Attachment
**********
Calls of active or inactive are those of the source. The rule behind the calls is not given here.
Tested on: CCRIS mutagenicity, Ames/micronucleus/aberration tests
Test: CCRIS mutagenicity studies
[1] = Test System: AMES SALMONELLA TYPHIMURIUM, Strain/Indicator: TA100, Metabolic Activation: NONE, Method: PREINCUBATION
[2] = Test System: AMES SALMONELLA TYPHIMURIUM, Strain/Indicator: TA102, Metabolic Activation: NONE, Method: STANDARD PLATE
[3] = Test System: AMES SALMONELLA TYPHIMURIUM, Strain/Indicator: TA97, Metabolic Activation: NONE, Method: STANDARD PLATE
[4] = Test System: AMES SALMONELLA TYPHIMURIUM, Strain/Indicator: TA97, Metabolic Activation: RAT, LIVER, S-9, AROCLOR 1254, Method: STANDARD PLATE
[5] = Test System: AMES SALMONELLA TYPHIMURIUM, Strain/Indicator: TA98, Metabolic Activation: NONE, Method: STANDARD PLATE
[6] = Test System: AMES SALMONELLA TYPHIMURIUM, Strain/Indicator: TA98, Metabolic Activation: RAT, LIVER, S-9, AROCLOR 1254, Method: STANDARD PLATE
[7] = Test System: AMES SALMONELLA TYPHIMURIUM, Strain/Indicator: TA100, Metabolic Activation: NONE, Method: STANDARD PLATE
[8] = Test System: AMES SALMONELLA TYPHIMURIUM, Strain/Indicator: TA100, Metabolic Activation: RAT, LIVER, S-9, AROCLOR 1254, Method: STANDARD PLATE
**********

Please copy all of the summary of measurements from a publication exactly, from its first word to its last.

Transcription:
Calls of active or inactive are those of the source. The rule behind the calls is not given here.
Tested on: CCRIS mutagenicity, Ames/micronucleus/aberration tests
Test: CCRIS mutagenicity studies
[1] = Test System: AMES SALMONELLA TYPHIMURIUM, Strain/Indicator: TA100, Metabolic Activation: NONE, Method: PREINCUBATION
[2] = Test System: AMES SALMONELLA TYPHIMURIUM, Strain/Indicator: TA102, Metabolic Activation: NONE, Method: STANDARD PLATE
[3] = Test System: AMES SALMONELLA TYPHIMURIUM, Strain/Indicator: TA97, Metabolic Activation: NONE, Method: STANDARD PLATE
[4] = Test System: AMES SALMONELLA TYPHIMURIUM, Strain/Indicator: TA97, Metabolic Activation: RAT, LIVER, S-9, AROCLOR 1254, Method: STANDARD PLATE
[5] = Test System: AMES SALMONELLA TYPHIMURIUM, Strain/Indicator: TA98, Metabolic Activation: NONE, Method: STANDARD PLATE
[6] = Test System: AMES SALMONELLA TYPHIMURIUM, Strain/Indicator: TA98, Metabolic Activation: RAT, LIVER, S-9, AROCLOR 1254, Method: STANDARD PLATE
[7] = Test System: AMES SALMONELLA TYPHIMURIUM, Strain/Indicator: TA100, Metabolic Activation: NONE, Method: STANDARD PLATE
[8] = Test System: AMES SALMONELLA TYPHIMURIUM, Strain/Indicator: TA100, Metabolic Activation: RAT, LIVER, S-9, AROCLOR 1254, Method: STANDARD PLATE